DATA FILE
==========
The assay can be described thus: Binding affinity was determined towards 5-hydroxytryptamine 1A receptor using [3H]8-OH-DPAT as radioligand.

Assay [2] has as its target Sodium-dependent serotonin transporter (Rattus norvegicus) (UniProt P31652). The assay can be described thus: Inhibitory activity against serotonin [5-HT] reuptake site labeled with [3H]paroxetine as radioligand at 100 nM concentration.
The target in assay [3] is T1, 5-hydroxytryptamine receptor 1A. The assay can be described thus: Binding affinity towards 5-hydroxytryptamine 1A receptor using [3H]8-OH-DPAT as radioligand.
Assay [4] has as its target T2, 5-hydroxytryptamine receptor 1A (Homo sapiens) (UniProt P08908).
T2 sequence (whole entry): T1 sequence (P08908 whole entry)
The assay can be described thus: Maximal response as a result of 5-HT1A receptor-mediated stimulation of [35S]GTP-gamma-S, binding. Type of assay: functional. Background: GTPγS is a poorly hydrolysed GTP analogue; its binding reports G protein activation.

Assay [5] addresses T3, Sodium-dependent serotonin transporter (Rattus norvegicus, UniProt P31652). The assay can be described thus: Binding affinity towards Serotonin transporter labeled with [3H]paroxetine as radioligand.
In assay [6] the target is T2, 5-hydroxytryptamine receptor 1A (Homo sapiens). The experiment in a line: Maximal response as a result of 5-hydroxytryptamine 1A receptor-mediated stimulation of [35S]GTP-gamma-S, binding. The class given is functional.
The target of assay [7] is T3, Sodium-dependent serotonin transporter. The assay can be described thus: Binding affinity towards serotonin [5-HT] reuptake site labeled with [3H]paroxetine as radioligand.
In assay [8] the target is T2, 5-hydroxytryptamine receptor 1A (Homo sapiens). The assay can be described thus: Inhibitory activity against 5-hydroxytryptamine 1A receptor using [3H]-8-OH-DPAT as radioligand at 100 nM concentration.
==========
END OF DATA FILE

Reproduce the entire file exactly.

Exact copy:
The assay can be described thus: Binding affinity was determined towards 5-hydroxytryptamine 1A receptor using [3H]8-OH-DPAT as radioligand.

Assay [2] has as its target Sodium-dependent serotonin transporter (Rattus norvegicus) (UniProt P31652). The assay can be described thus: Inhibitory activity against serotonin [5-HT] reuptake site labeled with [3H]paroxetine as radioligand at 100 nM concentration.
The target in assay [3] is T1, 5-hydroxytryptamine receptor 1A. The assay can be described thus: Binding affinity towards 5-hydroxytryptamine 1A receptor using [3H]8-OH-DPAT as radioligand.
Assay [4] has as its target T2, 5-hydroxytryptamine receptor 1A (Homo sapiens) (UniProt P08908).
T2 sequence (whole entry): T1 sequence (P08908 whole entry)
The assay can be described thus: Maximal response as a result of 5-HT1A receptor-mediated stimulation of [35S]GTP-gamma-S, binding. Type of assay: functional. Background: GTPγS is a poorly hydrolysed GTP analogue; its binding reports G protein activation.

Assay [5] addresses T3, Sodium-dependent serotonin transporter (Rattus norvegicus, UniProt P31652). The assay can be described thus: Binding affinity towards Serotonin transporter labeled with [3H]paroxetine as radioligand.
In assay [6] the target is T2, 5-hydroxytryptamine receptor 1A (Homo sapiens). The experiment in a line: Maximal response as a result of 5-hydroxytryptamine 1A receptor-mediated stimulation of [35S]GTP-gamma-S, binding. The class given is functional.
The target of assay [7] is T3, Sodium-dependent serotonin transporter. The assay can be described thus: Binding affinity towards serotonin [5-HT] reuptake site labeled with [3H]paroxetine as radioligand.
In assay [8] the target is T2, 5-hydroxytryptamine receptor 1A (Homo sapiens). The assay can be described thus: Inhibitory activity against 5-hydroxytryptamine 1A receptor using [3H]-8-OH-DPAT as radioligand at 100 nM concentration.